HIGHWAY TO NELL

HIGHWAY TO NELL

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The Maitland raised, Sydney-based Nell — like many rock stars, the artist goes by a singular name — opened her eponymous show at Shepparton Art Museum (SAM) last month.

Situated about two hours north east of Melbourne, Shepparton is another regional town — like Maitland — best known for industry. Shepparton, however, has the distinction of hosting an early tour by the Australian rock band ACϟDC in 1976.

On the 40th anniversary of that gig, Nell’s debut survey show (an exposition on a specific theme) draws heavily upon the artist’s teenage worship of the iconic band.

Investigating the symbolism of spirituality, sexuality and rock-and-roll, NEϟLL — the show — is a startling, visceral journey utilising media including video, installation, painting and ceramics. 

Nell explores universal themes and rituals familiar to the human experience — life, faith, grief, creation — through primitive, egg-like forms, ominous cenotaphs (inscribed with Biblical verse and song titles) and the tools of music making (drum sticks, guitar picks).

This powerful iconography evokes the cycle of life with a playful melancholy. Indeed, the gallery space encourages reverent contemplation, its starkly lit, interconnecting rooms suggestive of spaces for worship.

Nell’s installation The Wake, in particular, is a moving meditation on death and creation, utilising a collection of unique, egg shaped ceramic vessels known as Haniwa, or Japanese funerary objects. These memento mori — reminders of death — unsettle the viewer and encourage quiet reflection.

Elsewhere, Nell’s video work is more exuberant. In one piece, Fly as high as me, the artist assaults a giant fly with a cricket bat to the point of exhaustion. In another, Quiet/ Loud, she meditates on an amplifier while a female guitarist shreds noisily. In perhaps the most ambitious, Nell recreates and gender flips ACϟDC’s historic 1975 film clip It’s a Long Way To The Top (If You Wanna Rock And Roll).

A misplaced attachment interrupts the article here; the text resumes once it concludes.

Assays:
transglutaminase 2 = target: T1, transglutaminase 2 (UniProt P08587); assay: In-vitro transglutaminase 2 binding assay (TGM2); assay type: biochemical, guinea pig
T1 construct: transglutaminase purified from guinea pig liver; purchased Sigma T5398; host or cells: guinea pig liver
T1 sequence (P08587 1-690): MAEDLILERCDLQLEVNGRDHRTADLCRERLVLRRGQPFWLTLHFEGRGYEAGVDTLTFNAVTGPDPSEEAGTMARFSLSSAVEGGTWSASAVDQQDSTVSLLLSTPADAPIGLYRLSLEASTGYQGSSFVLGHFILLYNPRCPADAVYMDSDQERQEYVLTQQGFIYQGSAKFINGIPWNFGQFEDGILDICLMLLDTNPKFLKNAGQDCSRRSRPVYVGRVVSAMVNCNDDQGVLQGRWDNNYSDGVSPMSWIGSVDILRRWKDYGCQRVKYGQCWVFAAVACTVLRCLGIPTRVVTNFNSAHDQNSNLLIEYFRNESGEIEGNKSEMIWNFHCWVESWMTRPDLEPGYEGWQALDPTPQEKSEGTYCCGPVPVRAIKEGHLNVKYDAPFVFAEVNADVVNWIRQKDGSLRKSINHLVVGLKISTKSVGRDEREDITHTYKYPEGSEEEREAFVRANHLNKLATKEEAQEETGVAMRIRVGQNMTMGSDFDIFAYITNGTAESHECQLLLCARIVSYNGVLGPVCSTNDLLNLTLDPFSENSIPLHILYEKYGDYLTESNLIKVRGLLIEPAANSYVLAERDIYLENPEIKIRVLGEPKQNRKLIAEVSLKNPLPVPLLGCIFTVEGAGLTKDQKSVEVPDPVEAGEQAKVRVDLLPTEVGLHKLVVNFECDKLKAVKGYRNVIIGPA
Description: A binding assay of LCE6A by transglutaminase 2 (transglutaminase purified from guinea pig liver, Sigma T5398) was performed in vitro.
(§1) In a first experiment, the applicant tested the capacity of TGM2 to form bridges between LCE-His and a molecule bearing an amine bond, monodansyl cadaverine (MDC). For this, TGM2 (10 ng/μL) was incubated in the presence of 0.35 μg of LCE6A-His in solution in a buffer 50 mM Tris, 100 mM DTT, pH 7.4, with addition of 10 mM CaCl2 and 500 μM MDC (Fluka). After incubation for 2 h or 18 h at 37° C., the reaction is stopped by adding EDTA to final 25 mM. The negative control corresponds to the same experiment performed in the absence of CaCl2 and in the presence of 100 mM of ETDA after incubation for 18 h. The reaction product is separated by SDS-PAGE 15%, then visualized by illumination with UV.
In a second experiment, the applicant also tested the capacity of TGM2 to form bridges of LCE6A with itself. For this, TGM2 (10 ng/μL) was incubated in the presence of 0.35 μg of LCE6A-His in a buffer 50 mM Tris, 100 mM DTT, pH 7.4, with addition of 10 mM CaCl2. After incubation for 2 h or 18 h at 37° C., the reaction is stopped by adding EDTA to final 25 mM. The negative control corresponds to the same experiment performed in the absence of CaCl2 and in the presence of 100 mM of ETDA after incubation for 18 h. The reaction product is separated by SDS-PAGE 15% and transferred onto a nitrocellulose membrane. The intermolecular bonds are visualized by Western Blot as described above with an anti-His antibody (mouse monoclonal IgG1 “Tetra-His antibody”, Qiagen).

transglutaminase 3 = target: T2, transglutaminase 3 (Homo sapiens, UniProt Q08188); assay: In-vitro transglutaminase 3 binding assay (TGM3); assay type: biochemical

Further exploring life’s binaries, installations of The Beatles’ White Album and ACϟDC’s Black Album are juxtaposed on opposing walls. Even the artist’s blackletter logo itself, split in two by a divine lightning bolt, suggests the duality of the human condition.

A neon-lit terrarium, Nell’s ‘Cabinet of Curiosities’– or Wunderkammer — entitled Some of the Things I Like, features works from SAM’s varied collection curated by the artist, including Canberra artist Heather B. Swann and emerging rock star sculptor Ramesh Nithiyendran.

Curated by SAM’s Rebecca Coates and Anna Briers, NEϟLL is laid out cyclically, transporting the viewer from space to space, each investigating an aspect of the artist’s eclectic practice.

The gallery’s high-ceilinged spaces evince sacred places — the work Let There Be Robe (pictured) — which features of a pile of plectrums/ communion wafers at its base — stands, arms outstretched, in a room decorated with crucifixes fashioned from drum sticks and paint brushes, for example.

Exploring various forms of worship, belief and shared human experiences through an exciting range of media, NEϟLL is a powerful experience, at once raw, cathartic, warm and playful.

The exhibition itself and the museum’s diverse collection in general should be sufficient motivation for the art lover to make the sojourn north. 

Highly recommended.

NEϟLL is showing until 27 November.

NEϟLL

Shepparton Art Museum
70 Welsford St Shepparton 3630

http://www.sheppartonartmuseum.com.au

This review originally appeared Crosslight.


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